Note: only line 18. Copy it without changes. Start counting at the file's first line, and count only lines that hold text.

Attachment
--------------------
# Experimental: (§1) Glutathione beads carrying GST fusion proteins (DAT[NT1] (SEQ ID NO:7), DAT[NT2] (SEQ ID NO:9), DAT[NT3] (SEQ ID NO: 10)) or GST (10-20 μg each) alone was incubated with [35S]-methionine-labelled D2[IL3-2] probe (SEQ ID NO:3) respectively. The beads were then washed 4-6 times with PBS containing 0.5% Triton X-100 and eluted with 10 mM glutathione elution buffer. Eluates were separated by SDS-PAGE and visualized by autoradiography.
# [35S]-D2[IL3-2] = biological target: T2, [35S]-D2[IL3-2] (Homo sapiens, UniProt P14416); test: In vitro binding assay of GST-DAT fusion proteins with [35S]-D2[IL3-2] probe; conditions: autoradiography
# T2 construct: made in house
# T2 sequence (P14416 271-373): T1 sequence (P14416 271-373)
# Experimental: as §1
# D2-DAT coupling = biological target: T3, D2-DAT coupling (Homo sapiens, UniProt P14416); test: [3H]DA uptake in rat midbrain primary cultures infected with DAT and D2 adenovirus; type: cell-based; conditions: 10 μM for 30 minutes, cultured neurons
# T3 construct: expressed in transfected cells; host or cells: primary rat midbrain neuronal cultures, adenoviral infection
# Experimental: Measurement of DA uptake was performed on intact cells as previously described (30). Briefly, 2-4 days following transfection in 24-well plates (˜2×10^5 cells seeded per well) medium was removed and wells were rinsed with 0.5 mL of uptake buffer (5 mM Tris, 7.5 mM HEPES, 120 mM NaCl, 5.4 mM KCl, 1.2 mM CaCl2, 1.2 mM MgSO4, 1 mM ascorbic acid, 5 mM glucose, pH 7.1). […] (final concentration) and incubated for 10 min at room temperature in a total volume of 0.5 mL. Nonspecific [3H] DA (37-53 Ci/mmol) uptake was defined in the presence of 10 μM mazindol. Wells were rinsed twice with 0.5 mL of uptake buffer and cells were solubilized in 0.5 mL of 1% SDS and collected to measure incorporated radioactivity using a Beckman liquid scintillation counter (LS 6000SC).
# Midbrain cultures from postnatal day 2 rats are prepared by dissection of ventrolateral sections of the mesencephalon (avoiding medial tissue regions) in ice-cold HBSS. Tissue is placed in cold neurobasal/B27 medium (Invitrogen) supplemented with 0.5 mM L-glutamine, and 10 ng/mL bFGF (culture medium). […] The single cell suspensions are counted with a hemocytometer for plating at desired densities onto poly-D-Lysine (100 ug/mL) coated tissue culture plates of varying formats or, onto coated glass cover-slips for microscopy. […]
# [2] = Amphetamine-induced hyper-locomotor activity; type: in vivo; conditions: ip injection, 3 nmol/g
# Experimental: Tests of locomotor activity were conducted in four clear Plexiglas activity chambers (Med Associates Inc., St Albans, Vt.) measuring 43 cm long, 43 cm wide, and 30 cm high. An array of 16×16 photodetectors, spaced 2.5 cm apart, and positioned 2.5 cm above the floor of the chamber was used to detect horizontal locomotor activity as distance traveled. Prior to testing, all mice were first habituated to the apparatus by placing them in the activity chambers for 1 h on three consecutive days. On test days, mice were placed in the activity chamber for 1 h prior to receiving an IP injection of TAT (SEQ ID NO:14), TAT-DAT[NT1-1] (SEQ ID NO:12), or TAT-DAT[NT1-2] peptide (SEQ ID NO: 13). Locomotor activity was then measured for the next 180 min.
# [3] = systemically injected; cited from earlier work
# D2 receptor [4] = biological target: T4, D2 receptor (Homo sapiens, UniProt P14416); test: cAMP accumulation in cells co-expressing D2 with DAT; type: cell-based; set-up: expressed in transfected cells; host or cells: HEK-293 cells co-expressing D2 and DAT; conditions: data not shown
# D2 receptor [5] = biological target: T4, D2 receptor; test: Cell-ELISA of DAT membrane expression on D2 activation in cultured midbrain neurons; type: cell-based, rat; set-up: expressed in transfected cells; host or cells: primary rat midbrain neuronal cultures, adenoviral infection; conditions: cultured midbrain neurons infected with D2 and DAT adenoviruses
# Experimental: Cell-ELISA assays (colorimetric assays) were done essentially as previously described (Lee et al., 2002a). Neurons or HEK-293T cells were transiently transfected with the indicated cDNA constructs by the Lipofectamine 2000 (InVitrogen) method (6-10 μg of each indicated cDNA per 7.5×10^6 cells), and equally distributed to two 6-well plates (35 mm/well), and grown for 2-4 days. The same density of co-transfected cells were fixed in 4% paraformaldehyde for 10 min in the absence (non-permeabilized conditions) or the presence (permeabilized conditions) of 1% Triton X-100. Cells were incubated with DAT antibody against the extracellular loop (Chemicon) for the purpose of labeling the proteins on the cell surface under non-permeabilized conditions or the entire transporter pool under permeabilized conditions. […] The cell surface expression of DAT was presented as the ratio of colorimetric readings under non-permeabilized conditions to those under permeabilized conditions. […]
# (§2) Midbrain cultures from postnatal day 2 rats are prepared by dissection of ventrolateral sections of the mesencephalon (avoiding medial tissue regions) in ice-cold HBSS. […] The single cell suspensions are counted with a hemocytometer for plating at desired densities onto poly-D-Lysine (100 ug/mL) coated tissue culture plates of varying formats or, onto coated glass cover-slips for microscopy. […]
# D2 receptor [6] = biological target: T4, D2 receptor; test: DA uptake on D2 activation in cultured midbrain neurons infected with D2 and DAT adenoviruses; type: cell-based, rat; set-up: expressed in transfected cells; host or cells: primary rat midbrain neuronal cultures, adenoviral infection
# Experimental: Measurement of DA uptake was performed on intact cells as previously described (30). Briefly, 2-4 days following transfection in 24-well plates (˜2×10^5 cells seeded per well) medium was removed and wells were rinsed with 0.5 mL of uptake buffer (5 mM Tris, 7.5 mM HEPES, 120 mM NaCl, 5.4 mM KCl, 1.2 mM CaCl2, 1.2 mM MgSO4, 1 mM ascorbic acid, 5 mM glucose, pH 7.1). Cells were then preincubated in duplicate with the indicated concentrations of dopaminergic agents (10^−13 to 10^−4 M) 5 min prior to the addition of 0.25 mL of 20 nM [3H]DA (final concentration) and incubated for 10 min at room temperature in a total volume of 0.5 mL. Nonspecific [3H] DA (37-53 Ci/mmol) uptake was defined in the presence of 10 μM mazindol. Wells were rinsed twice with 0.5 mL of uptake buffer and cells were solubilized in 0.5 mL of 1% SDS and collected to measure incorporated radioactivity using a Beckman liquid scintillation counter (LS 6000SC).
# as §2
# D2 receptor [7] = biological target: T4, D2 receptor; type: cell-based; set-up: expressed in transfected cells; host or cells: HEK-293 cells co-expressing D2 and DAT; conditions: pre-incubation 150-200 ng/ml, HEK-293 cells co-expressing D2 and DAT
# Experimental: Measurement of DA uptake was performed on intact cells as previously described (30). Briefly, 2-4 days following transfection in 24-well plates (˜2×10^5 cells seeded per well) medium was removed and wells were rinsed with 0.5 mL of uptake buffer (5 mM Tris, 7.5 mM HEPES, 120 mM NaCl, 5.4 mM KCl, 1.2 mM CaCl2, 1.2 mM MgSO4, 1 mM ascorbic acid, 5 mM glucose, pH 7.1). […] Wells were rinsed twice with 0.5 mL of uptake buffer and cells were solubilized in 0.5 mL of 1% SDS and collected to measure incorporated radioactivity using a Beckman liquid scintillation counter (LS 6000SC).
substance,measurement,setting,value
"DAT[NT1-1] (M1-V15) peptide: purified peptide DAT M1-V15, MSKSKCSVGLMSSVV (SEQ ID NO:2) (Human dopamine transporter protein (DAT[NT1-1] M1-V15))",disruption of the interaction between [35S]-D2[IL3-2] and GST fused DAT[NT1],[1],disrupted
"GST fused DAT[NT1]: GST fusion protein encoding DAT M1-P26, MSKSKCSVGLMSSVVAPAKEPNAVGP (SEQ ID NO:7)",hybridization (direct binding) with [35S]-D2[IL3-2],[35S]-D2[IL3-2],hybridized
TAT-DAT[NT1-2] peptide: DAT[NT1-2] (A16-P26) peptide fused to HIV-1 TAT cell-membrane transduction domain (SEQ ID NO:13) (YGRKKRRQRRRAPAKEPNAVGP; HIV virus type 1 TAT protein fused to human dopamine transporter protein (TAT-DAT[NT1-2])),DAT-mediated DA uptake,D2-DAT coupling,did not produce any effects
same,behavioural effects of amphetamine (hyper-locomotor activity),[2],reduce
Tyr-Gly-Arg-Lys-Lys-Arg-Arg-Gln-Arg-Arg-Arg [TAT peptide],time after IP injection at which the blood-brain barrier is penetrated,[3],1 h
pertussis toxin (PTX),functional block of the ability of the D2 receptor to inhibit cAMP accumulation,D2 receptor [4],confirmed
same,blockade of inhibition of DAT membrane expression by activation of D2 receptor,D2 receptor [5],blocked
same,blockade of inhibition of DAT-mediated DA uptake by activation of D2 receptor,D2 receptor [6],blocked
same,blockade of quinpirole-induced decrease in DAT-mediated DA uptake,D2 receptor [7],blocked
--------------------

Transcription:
# Experimental: Measurement of DA uptake was performed on intact cells as previously described (30). Briefly, 2-4 days following transfection in 24-well plates (˜2×10^5 cells seeded per well) medium was removed and wells were rinsed with 0.5 mL of uptake buffer (5 mM Tris, 7.5 mM HEPES, 120 mM NaCl, 5.4 mM KCl, 1.2 mM CaCl2, 1.2 mM MgSO4, 1 mM ascorbic acid, 5 mM glucose, pH 7.1). Cells were then preincubated in duplicate with the indicated concentrations of dopaminergic agents (10^−13 to 10^−4 M) 5 min prior to the addition of 0.25 mL of 20 nM [3H]DA (final concentration) and incubated for 10 min at room temperature in a total volume of 0.5 mL. Nonspecific [3H] DA (37-53 Ci/mmol) uptake was defined in the presence of 10 μM mazindol. Wells were rinsed twice with 0.5 mL of uptake buffer and cells were solubilized in 0.5 mL of 1% SDS and collected to measure incorporated radioactivity using a Beckman liquid scintillation counter (LS 6000SC).